Seventy-five years ago—on April 15, 1947—Jackie Robinson of the Brooklyn Dodgers broke the color line in major league baseball.
Robinson was a Christian. Every night before he went to bed, he got down on his knees and prayed. “It’s the best way to get closer to God,” he said.
Two books published five years ago, in particular, have thrown a spotlight on Robinson’s faith: Jackie Robinson: A Spiritual Biography by Michael G. Long and Chris Lamb and 42 Faith: The Rest of the Jackie Robinson Story by Ed Henry.
Robinson, who famously wore jersey number 42, and Dodgers president Branch Rickey were Methodists. Rickey didn’t attend games on Sundays, and Robinson didn’t drink or smoke and taught Sunday School.
“I think there are different explanations why his faith has been ignored,” Lamb told Religion Unplugged. “One of them is that Robinson—unlike Rickey—was private about his religion. It wasn’t something he talked a lot about. The book of Matthew quotes Jesus as telling us to avoid praying publicly. Secondly, Robinson’s significance comes more in his work in baseball and in civil rights and not in religion. That said, he couldn’t have achieved what he did without his faith and his wife, Rachel.”
Preparing Jackie Robinson
Rickey had no illusions about the discrimination Robinson would face if he became the first Black man to play in the majors since the nineteenth century. He knew Robinson struggled with his temper and feared that if he couldn’t control himself, it would make integrating baseball more difficult.
When they met for the first time in 1945, Rickey said, “I’m looking for a ballplayer with guts enough not to fight back.”
Long and Lamb describe the scene in Rickey’s office in their book:
“He took off his coat and transformed himself from baseball executive to method actor. First, he was a white hotel clerk refusing the black Robinson a room, then a white waiter denying Robinson service, and then a white train conductor sticking a finger in Robinson’s face and calling him ‘boy.’
“Rickey then became a foul-mouthed opposing player who, as Robinson later recalled, derided ‘my race, my parents, in language that was almost unendurable.’”
In the final part of his act, Rickey mimicked a base stealer who tried to spike Robinson. Then Rickey opened a book and read part of Jesus’ Sermon on the Mount, including Matthew 5:39: “But I say unto you, That ye resist not evil: but whosoever shall smite thee on thy right cheek, turn to him the other also.” (KJV)
Robinson responded, “I’ve got two cheeks, Mr. Rickey.”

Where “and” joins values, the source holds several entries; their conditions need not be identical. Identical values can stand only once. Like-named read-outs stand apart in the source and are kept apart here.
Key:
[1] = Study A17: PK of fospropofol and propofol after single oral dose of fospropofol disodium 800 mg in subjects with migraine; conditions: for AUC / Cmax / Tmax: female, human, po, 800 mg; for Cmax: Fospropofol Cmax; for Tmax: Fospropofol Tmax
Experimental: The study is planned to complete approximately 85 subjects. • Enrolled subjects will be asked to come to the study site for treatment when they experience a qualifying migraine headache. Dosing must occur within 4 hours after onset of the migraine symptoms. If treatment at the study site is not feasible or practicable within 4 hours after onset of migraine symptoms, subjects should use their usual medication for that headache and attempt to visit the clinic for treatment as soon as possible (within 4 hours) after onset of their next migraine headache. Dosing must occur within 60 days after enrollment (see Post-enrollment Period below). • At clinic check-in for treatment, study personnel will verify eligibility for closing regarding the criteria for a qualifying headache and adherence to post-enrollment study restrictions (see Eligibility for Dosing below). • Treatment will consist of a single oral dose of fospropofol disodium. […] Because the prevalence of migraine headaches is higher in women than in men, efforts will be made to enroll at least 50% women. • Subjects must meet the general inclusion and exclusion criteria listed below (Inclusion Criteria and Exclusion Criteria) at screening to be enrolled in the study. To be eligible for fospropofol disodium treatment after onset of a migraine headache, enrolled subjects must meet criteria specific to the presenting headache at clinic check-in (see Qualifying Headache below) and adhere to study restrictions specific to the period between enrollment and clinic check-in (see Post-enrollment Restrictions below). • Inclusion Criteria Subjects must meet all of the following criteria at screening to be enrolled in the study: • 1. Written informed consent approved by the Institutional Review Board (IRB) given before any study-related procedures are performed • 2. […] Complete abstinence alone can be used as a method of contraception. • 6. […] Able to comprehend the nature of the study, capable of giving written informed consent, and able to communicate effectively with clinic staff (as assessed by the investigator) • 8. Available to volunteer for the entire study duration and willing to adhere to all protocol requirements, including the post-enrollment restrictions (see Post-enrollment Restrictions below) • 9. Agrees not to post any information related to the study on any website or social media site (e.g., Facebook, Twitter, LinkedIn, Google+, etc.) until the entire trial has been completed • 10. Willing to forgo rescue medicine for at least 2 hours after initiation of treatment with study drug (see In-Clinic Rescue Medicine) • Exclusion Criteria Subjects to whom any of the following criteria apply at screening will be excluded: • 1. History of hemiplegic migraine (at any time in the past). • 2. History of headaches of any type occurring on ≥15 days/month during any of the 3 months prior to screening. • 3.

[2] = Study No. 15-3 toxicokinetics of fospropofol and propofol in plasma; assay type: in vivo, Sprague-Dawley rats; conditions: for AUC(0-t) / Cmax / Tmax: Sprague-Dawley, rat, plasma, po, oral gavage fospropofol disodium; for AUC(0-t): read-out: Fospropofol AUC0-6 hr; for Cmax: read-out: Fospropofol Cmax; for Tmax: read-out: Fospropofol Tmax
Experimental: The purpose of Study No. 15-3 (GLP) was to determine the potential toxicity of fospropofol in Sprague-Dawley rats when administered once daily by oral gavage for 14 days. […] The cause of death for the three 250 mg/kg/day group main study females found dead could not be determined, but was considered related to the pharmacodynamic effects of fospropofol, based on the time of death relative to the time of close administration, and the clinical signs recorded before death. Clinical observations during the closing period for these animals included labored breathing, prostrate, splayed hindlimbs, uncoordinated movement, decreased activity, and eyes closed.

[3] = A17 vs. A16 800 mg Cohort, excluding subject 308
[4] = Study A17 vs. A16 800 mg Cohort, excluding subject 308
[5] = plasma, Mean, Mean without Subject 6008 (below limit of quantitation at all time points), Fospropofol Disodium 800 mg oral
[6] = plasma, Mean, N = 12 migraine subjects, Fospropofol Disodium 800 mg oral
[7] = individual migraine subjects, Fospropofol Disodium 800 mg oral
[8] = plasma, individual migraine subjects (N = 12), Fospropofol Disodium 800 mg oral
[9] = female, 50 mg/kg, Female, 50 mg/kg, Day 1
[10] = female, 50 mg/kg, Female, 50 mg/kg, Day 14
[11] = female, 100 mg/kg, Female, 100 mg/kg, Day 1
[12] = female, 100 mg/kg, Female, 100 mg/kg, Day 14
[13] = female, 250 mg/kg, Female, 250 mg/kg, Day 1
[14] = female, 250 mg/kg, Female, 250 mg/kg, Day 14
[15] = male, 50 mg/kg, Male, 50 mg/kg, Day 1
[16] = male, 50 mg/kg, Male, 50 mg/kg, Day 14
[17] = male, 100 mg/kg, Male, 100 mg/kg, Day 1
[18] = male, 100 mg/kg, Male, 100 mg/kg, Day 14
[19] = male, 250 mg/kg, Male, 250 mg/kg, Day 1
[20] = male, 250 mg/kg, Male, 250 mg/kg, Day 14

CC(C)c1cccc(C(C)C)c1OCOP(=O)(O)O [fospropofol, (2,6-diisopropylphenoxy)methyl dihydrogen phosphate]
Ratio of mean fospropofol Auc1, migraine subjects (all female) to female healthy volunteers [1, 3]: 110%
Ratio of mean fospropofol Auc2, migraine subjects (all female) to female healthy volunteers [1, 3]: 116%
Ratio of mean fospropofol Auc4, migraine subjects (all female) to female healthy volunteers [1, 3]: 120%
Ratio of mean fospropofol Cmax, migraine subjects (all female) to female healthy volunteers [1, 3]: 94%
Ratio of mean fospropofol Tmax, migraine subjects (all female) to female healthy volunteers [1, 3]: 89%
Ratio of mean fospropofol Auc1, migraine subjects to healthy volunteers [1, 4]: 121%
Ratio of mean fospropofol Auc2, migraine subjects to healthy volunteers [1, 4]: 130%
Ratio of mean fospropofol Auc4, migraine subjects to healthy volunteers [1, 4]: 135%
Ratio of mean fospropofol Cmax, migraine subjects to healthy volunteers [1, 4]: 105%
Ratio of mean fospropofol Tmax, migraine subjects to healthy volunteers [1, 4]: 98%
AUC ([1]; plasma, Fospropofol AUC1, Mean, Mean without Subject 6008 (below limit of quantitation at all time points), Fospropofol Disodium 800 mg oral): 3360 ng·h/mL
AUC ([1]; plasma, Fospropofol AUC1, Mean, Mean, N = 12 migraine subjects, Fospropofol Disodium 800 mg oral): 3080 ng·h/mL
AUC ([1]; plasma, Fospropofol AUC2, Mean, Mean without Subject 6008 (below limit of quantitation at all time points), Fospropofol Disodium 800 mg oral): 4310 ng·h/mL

Robinson was “almost Christ-like” in facing discrimination
After a season in the minor leagues, Robinson made the Dodgers in 1947. If anything, the discrimination he faced during his first season with Brooklyn was worse than Rickey predicted. Some of his teammates signed a petition calling for him to be removed from the roster, and he received death threats. Yet he batted .297, earning Rookie of the Year honors.
Rickey praised him as “almost Christ-like” in the way he lived up to the commitment he made that day in Rickey’s office.
“I can testify to the fact that it was a lot harder to turn the other cheek and refuse to fight back than it would have been to exercise a normal reaction,” Robinson wrote. “But it works, because sooner or later it brings a sense of shame to those who attack you. And that sense of shame is often the beginning of progress.”
Jackie Robinson’s influence on the Civil Rights Movement
Robinson went on to have a Hall of Fame career and eventually began to speak out more, with Rickey’s blessing. In many ways, Robinson’s example set the tone for the Civil Rights Movement, and after he retired from baseball following the 1956 season, he became more actively involved.
He befriended Dr. Martin Luther King Jr. and maintained an active correspondence with presidents Dwight Eisenhower, John F. Kennedy, Lyndon Johnson, and Richard Nixon, praising them when they advanced the cause of civil rights and chastising them when they did not.
A member of the board of the NAACP, he witnessed moments of triumph and tragedy in the movement. He attended the March on Washington in 1963 with his children and heard King’s famous “I Have a Dream” speech. The previous year, Robinson visited Black churches in the Albany, Georgia area that had been burned, apparently by white racists, after participating in a drive to register African Americans to vote. He led a fundraising effort to rebuild the churches.
The lasting impact of Jackie Robinson’s faith
Plagued by diabetes and almost blind, he died of a heart attack in 1972. He was only fifty-three.
As the funeral cortege made its way to a cemetery in Brooklyn, thousands of people lined the streets. When fans make the pilgrimage to his gravesite today, they can read one of his favorite sayings inscribed on the tombstone: “A life is not important except in the impact it has on other lives.”
Baseball retired his number in 1997, the fiftieth anniversary of his rookie season. Now, every player on every team wears his No. 42 on April 15—a reminder that we can all be Jackie Robinsons in the impact we have on others.